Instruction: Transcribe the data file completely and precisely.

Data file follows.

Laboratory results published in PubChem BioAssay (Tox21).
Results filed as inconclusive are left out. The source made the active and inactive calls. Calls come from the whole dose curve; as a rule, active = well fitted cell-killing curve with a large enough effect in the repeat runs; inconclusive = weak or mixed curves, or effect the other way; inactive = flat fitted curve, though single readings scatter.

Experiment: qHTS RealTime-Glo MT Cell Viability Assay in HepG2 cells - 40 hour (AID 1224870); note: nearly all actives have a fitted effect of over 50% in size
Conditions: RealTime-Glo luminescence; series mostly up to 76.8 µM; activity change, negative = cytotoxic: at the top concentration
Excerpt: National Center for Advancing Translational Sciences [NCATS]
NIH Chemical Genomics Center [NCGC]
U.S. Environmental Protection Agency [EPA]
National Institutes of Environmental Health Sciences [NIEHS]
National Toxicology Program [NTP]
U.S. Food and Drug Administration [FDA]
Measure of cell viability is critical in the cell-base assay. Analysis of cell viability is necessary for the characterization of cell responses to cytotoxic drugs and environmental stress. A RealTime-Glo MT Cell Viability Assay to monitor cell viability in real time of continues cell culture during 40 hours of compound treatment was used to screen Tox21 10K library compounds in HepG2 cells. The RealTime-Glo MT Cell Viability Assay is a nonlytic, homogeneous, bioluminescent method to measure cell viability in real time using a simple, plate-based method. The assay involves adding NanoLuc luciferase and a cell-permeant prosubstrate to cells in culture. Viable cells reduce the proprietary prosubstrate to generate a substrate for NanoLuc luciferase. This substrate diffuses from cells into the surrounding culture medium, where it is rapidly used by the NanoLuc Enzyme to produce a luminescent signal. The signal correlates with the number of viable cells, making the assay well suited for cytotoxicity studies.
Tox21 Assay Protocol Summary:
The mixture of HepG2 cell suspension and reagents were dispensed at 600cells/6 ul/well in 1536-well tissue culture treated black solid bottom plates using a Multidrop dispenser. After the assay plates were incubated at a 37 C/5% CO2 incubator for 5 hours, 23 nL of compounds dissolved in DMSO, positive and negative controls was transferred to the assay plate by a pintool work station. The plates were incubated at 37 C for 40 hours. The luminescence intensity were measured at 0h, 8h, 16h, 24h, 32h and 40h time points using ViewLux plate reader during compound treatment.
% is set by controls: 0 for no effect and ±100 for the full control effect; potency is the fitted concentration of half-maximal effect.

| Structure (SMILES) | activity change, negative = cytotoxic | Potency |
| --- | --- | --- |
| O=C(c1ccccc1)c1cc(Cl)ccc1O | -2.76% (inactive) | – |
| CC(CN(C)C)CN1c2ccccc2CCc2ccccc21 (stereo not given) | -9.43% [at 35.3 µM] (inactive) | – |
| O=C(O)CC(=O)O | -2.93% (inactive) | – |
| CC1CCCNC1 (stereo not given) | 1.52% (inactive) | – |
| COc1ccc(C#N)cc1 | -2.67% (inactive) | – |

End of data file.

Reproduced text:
Laboratory results published in PubChem BioAssay (Tox21).
Results filed as inconclusive are left out. The source made the active and inactive calls. Calls come from the whole dose curve; as a rule, active = well fitted cell-killing curve with a large enough effect in the repeat runs; inconclusive = weak or mixed curves, or effect the other way; inactive = flat fitted curve, though single readings scatter.

Experiment: qHTS RealTime-Glo MT Cell Viability Assay in HepG2 cells - 40 hour (AID 1224870); note: nearly all actives have a fitted effect of over 50% in size
Conditions: RealTime-Glo luminescence; series mostly up to 76.8 µM; activity change, negative = cytotoxic: at the top concentration
Excerpt: National Center for Advancing Translational Sciences [NCATS]
NIH Chemical Genomics Center [NCGC]
U.S. Environmental Protection Agency [EPA]
National Institutes of Environmental Health Sciences [NIEHS]
National Toxicology Program [NTP]
U.S. Food and Drug Administration [FDA]
Measure of cell viability is critical in the cell-base assay. Analysis of cell viability is necessary for the characterization of cell responses to cytotoxic drugs and environmental stress. A RealTime-Glo MT Cell Viability Assay to monitor cell viability in real time of continues cell culture during 40 hours of compound treatment was used to screen Tox21 10K library compounds in HepG2 cells. The RealTime-Glo MT Cell Viability Assay is a nonlytic, homogeneous, bioluminescent method to measure cell viability in real time using a simple, plate-based method. The assay involves adding NanoLuc luciferase and a cell-permeant prosubstrate to cells in culture. Viable cells reduce the proprietary prosubstrate to generate a substrate for NanoLuc luciferase. This substrate diffuses from cells into the surrounding culture medium, where it is rapidly used by the NanoLuc Enzyme to produce a luminescent signal. The signal correlates with the number of viable cells, making the assay well suited for cytotoxicity studies.
Tox21 Assay Protocol Summary:
The mixture of HepG2 cell suspension and reagents were dispensed at 600cells/6 ul/well in 1536-well tissue culture treated black solid bottom plates using a Multidrop dispenser. After the assay plates were incubated at a 37 C/5% CO2 incubator for 5 hours, 23 nL of compounds dissolved in DMSO, positive and negative controls was transferred to the assay plate by a pintool work station. The plates were incubated at 37 C for 40 hours. The luminescence intensity were measured at 0h, 8h, 16h, 24h, 32h and 40h time points using ViewLux plate reader during compound treatment.
% is set by controls: 0 for no effect and ±100 for the full control effect; potency is the fitted concentration of half-maximal effect.

| Structure (SMILES) | activity change, negative = cytotoxic | Potency |
| --- | --- | --- |
| O=C(c1ccccc1)c1cc(Cl)ccc1O | -2.76% (inactive) | – |
| CC(CN(C)C)CN1c2ccccc2CCc2ccccc21 (stereo not given) | -9.43% [at 35.3 µM] (inactive) | – |
| O=C(O)CC(=O)O | -2.93% (inactive) | – |
| CC1CCCNC1 (stereo not given) | 1.52% (inactive) | – |
| COc1ccc(C#N)cc1 | -2.67% (inactive) | – |